Zharangutyun’s governing board, of which Hovannisian is not formally a member, met late on Wednesday to expel three senior figures from the party tanks, accusing them of secretly collaborating with Armenia’s largest opposition force led by former President Levon Ter-Petrosian.
The expelled individuals are Movses Aristakesian, deputy chairman of the board, the party’s political secretary Vartan Khachatrian and Zoya Tadevosian, a member of Armenia’s Central Election Commission (CEC) representing Zharangutyun. They refused to accept their ouster, saying that the board did not have a quorum and its decisions were therefore illegal.
The extraordinary expulsions followed a report in a pro-Ter-Petrosian newspaper accusing Armen Martirosian, Zharangutyun’s parliamentary leader elected board chairman on Wednesday, of trying to rig the board’s election during the last party congress held in July 2008. The “Haykakan Zhamanak” daily claimed that Martirosian sought to ensure the presence of government agents in Zharangutyun’s leadership. It said Hovannisian renounced his parliament mandate because of the board’s failure to investigate the matter.
Martirosian and his allies angrily denied the report on Wednesday. While admitting a fraud attempt during the 2008 congress, they insisted that Martirosian had nothing to do with it.
“Some members of the board tried to cooperate with and execute orders of another political force and at the same time remain members of Zharangutyun,” Martirosian told RFE/RL on Thursday, commenting on the expulsions. “They were also trying to drive Zharangutyun members out of the party.”
When asked whether that force is Ter-Petrosian’s Armenian National Congress (HAK) alliance, he said: “Not only.”
Armenia -- Zoya Tadevosian, a member of the Central Election Commission expelled from the opposition Zharangutyun party.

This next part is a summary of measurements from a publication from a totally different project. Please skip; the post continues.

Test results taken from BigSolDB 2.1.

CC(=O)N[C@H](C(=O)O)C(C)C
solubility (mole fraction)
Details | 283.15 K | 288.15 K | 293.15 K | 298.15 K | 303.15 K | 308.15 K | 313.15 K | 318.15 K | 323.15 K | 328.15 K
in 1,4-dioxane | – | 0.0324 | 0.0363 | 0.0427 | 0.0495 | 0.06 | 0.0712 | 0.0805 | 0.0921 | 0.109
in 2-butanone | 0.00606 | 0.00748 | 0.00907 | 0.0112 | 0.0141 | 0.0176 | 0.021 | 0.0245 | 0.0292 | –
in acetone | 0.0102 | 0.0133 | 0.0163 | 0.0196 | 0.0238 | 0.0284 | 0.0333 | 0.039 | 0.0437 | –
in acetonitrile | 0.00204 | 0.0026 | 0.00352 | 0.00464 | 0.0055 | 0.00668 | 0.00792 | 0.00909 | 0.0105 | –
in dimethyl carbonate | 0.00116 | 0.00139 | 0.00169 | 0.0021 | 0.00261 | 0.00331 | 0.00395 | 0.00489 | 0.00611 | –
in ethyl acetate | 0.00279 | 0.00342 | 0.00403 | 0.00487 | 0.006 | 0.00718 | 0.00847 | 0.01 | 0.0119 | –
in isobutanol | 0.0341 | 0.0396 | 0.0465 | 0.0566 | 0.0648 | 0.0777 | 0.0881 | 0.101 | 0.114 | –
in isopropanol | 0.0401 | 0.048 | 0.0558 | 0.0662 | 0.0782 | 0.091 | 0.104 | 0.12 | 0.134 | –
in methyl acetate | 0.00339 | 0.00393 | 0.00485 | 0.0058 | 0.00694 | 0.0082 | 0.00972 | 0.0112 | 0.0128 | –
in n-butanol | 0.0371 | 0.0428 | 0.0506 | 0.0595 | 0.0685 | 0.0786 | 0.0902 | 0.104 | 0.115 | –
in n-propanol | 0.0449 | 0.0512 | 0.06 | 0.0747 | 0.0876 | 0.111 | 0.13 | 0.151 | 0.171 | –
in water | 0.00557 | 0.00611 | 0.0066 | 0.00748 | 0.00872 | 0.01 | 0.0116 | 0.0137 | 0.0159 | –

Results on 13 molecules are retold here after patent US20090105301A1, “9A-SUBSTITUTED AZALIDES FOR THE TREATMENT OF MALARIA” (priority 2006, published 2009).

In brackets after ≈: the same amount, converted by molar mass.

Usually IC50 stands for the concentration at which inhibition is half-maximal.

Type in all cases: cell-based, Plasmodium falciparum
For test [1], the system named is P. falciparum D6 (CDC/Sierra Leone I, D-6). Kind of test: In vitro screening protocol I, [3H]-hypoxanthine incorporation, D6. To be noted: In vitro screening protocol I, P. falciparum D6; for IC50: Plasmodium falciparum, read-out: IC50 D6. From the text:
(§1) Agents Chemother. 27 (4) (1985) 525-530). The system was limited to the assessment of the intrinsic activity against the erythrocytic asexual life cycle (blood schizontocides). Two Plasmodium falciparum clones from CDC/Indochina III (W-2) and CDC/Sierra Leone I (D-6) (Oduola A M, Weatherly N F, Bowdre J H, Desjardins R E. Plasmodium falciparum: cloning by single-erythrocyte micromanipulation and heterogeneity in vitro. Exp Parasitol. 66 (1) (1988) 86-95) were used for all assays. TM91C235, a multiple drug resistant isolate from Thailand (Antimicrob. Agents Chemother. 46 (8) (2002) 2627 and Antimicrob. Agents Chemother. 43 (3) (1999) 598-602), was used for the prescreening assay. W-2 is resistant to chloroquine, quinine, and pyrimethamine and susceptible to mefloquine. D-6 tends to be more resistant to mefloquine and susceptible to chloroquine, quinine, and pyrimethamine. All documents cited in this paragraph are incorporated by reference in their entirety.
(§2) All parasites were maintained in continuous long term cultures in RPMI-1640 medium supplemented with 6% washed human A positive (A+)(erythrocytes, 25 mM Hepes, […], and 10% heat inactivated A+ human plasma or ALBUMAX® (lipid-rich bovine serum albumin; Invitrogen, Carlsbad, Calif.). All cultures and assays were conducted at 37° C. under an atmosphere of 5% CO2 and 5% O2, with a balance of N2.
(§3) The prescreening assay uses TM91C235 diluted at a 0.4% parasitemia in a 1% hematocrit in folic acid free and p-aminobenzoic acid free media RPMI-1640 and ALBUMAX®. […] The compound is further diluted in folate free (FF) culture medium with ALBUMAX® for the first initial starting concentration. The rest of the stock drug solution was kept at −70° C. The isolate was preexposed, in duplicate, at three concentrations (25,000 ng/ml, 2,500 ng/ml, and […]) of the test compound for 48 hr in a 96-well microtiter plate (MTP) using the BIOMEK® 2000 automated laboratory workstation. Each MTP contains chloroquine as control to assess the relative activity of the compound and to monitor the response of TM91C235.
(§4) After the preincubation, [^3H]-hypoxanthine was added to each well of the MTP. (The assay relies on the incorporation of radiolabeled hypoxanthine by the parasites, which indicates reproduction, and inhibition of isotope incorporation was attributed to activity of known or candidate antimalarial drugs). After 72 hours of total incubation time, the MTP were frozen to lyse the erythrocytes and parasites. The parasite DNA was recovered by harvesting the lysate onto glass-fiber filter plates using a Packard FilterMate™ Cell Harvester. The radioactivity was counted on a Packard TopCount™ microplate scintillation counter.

The dissidents, meanwhile, blamed Martirosian for the rift, saying that he is acting on government orders to take over the party and subordinate it to President Serzh Sarkisian. “You will soon witness very noteworthy developments,” Tadevosian told journalists. “I think Zharangutyun will serve the highest bidder.”
Tadevosian pledged to collect signatures among rank-and-file party members demanding the Zharangutyun board’s resignation. She also made clear that she will not step down as CEC member.
Under Armenian law, Aristakesian is next in line to replace Hovannisian as a member of the National Assembly by virtue of his position on Zharangutyun’s list of candidates in the 2007 parliamentary elections. Aristakesian said on Thursday that he will take up the parliament seat. The third dissident, Khachatrian, is already a member of Zharangutyun’s 7-strong faction in the 131-seat assembly.
Hovannisian, who founded Zharangutyun in 2002 and is still regarded as its top leader, is reportedly not in Armenia at the moment. He has not yet commented on the bitter infighting that could significantly weaken his party and ultimately damage his own political career. Nor has the U.S.-born politician explained why he decided to quit the parliament.
Zharangutyun decided to back Ter-Petrosian in the February 2008 presidential election after Hovannisian was controversially disqualified from the race. Relations between the two opposition forces have grown increasingly frosty this year. In an early July statement, Zharangutyun said it will act more independently in the political arena from now on.